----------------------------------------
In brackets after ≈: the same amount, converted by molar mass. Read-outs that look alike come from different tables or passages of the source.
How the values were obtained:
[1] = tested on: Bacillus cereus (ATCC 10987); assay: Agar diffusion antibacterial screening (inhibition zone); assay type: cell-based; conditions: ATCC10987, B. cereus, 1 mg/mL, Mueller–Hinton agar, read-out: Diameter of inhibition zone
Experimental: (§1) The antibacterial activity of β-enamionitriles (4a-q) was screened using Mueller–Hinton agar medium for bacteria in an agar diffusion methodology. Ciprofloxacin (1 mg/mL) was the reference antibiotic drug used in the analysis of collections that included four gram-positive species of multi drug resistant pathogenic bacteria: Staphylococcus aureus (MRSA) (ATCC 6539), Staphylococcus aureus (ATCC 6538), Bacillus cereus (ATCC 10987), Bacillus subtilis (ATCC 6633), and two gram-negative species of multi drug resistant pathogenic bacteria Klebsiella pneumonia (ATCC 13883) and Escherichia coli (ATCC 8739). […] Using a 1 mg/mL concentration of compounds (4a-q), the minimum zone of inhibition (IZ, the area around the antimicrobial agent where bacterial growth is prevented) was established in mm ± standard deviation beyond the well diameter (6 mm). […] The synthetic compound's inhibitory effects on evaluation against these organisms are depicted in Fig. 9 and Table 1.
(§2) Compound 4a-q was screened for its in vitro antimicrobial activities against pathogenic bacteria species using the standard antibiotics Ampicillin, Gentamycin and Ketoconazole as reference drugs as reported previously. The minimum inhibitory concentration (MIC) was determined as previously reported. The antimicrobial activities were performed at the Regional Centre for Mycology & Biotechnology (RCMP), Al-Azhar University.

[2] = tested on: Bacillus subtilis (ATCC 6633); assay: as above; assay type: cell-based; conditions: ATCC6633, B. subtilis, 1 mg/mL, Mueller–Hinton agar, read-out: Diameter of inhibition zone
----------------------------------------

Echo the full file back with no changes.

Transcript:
In brackets after ≈: the same amount, converted by molar mass. Read-outs that look alike come from different tables or passages of the source.
How the values were obtained:
[1] = tested on: Bacillus cereus (ATCC 10987); assay: Agar diffusion antibacterial screening (inhibition zone); assay type: cell-based; conditions: ATCC10987, B. cereus, 1 mg/mL, Mueller–Hinton agar, read-out: Diameter of inhibition zone
Experimental: (§1) The antibacterial activity of β-enamionitriles (4a-q) was screened using Mueller–Hinton agar medium for bacteria in an agar diffusion methodology. Ciprofloxacin (1 mg/mL) was the reference antibiotic drug used in the analysis of collections that included four gram-positive species of multi drug resistant pathogenic bacteria: Staphylococcus aureus (MRSA) (ATCC 6539), Staphylococcus aureus (ATCC 6538), Bacillus cereus (ATCC 10987), Bacillus subtilis (ATCC 6633), and two gram-negative species of multi drug resistant pathogenic bacteria Klebsiella pneumonia (ATCC 13883) and Escherichia coli (ATCC 8739). […] Using a 1 mg/mL concentration of compounds (4a-q), the minimum zone of inhibition (IZ, the area around the antimicrobial agent where bacterial growth is prevented) was established in mm ± standard deviation beyond the well diameter (6 mm). […] The synthetic compound's inhibitory effects on evaluation against these organisms are depicted in Fig. 9 and Table 1.
(§2) Compound 4a-q was screened for its in vitro antimicrobial activities against pathogenic bacteria species using the standard antibiotics Ampicillin, Gentamycin and Ketoconazole as reference drugs as reported previously. The minimum inhibitory concentration (MIC) was determined as previously reported. The antimicrobial activities were performed at the Regional Centre for Mycology & Biotechnology (RCMP), Al-Azhar University.

[2] = tested on: Bacillus subtilis (ATCC 6633); assay: as above; assay type: cell-based; conditions: ATCC6633, B. subtilis, 1 mg/mL, Mueller–Hinton agar, read-out: Diameter of inhibition zone